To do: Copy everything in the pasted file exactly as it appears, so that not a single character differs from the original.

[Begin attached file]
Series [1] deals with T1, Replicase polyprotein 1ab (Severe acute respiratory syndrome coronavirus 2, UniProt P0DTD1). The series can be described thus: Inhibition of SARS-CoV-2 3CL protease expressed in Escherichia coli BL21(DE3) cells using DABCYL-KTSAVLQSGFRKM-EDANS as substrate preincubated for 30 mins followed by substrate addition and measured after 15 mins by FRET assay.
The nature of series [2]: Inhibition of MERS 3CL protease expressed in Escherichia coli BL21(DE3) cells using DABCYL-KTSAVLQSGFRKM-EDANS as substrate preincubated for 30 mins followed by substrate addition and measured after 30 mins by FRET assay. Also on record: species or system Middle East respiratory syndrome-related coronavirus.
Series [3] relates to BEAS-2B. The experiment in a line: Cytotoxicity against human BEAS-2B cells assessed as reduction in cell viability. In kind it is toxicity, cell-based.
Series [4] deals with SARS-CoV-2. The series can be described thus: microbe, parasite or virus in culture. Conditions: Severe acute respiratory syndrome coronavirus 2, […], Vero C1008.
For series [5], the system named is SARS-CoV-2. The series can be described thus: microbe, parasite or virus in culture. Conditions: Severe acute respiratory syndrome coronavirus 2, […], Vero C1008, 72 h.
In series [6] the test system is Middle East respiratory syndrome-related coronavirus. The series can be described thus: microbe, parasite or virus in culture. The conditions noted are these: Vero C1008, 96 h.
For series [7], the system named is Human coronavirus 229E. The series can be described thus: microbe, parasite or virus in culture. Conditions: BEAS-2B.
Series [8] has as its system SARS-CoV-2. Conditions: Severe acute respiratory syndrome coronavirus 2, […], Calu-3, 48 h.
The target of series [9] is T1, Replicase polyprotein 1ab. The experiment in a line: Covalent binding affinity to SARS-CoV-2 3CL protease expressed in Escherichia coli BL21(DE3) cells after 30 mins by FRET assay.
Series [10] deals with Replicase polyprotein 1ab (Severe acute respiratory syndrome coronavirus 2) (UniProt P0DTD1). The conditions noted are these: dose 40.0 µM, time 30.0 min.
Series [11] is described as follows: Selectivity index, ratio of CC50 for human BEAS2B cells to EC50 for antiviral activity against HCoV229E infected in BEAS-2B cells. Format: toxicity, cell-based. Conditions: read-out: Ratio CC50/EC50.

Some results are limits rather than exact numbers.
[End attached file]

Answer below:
Series [1] deals with T1, Replicase polyprotein 1ab (Severe acute respiratory syndrome coronavirus 2, UniProt P0DTD1). The series can be described thus: Inhibition of SARS-CoV-2 3CL protease expressed in Escherichia coli BL21(DE3) cells using DABCYL-KTSAVLQSGFRKM-EDANS as substrate preincubated for 30 mins followed by substrate addition and measured after 15 mins by FRET assay.
The nature of series [2]: Inhibition of MERS 3CL protease expressed in Escherichia coli BL21(DE3) cells using DABCYL-KTSAVLQSGFRKM-EDANS as substrate preincubated for 30 mins followed by substrate addition and measured after 30 mins by FRET assay. Also on record: species or system Middle East respiratory syndrome-related coronavirus.
Series [3] relates to BEAS-2B. The experiment in a line: Cytotoxicity against human BEAS-2B cells assessed as reduction in cell viability. In kind it is toxicity, cell-based.
Series [4] deals with SARS-CoV-2. The series can be described thus: microbe, parasite or virus in culture. Conditions: Severe acute respiratory syndrome coronavirus 2, […], Vero C1008.
For series [5], the system named is SARS-CoV-2. The series can be described thus: microbe, parasite or virus in culture. Conditions: Severe acute respiratory syndrome coronavirus 2, […], Vero C1008, 72 h.
In series [6] the test system is Middle East respiratory syndrome-related coronavirus. The series can be described thus: microbe, parasite or virus in culture. The conditions noted are these: Vero C1008, 96 h.
For series [7], the system named is Human coronavirus 229E. The series can be described thus: microbe, parasite or virus in culture. Conditions: BEAS-2B.
Series [8] has as its system SARS-CoV-2. Conditions: Severe acute respiratory syndrome coronavirus 2, […], Calu-3, 48 h.
The target of series [9] is T1, Replicase polyprotein 1ab. The experiment in a line: Covalent binding affinity to SARS-CoV-2 3CL protease expressed in Escherichia coli BL21(DE3) cells after 30 mins by FRET assay.
Series [10] deals with Replicase polyprotein 1ab (Severe acute respiratory syndrome coronavirus 2) (UniProt P0DTD1). The conditions noted are these: dose 40.0 µM, time 30.0 min.
Series [11] is described as follows: Selectivity index, ratio of CC50 for human BEAS2B cells to EC50 for antiviral activity against HCoV229E infected in BEAS-2B cells. Format: toxicity, cell-based. Conditions: read-out: Ratio CC50/EC50.

Some results are limits rather than exact numbers.